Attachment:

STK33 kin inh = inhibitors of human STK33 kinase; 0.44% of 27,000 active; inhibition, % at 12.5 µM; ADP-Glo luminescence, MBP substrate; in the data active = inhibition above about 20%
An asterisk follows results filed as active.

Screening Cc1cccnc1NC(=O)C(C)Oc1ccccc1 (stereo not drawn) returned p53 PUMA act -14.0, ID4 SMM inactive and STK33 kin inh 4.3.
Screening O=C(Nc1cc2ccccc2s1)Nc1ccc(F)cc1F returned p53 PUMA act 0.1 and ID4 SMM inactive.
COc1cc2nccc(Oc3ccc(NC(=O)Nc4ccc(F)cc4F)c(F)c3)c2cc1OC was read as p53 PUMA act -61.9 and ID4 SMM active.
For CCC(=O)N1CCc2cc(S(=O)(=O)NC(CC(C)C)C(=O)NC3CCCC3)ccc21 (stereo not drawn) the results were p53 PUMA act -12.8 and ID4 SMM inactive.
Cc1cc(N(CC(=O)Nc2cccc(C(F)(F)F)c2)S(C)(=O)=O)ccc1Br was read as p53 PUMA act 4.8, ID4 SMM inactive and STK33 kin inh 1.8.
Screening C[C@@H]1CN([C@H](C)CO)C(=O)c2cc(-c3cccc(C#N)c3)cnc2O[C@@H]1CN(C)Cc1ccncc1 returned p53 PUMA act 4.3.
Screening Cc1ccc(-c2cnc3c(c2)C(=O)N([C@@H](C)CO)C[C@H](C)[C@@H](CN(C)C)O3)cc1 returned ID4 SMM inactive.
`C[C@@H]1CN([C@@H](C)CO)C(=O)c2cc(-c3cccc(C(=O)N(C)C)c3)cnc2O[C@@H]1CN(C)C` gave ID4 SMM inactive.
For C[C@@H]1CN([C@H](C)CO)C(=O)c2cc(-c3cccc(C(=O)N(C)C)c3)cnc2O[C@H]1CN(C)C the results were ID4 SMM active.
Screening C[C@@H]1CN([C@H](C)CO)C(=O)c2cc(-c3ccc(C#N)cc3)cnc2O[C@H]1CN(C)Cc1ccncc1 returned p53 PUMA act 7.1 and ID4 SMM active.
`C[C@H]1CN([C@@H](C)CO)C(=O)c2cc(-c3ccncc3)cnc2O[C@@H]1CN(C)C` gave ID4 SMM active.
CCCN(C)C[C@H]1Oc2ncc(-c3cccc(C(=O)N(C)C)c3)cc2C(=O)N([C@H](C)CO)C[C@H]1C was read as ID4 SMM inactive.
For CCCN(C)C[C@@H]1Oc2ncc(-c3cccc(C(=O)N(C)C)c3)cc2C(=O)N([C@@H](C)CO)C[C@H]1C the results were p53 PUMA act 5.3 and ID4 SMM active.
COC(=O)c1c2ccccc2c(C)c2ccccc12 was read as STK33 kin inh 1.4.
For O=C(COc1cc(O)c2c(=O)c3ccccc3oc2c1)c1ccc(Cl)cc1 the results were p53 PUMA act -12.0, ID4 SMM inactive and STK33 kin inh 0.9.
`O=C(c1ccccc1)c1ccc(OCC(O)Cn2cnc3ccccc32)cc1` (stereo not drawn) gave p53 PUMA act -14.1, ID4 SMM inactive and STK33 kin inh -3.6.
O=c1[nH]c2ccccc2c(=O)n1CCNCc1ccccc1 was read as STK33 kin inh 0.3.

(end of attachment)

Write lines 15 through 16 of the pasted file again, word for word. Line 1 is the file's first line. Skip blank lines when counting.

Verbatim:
For CCCN(C)C[C@@H]1Oc2ncc(-c3cccc(C(=O)N(C)C)c3)cc2C(=O)N([C@@H](C)CO)C[C@H]1C the results were p53 PUMA act 5.3 and ID4 SMM active.
COC(=O)c1c2ccccc2c(C)c2ccccc12 was read as STK33 kin inh 1.4.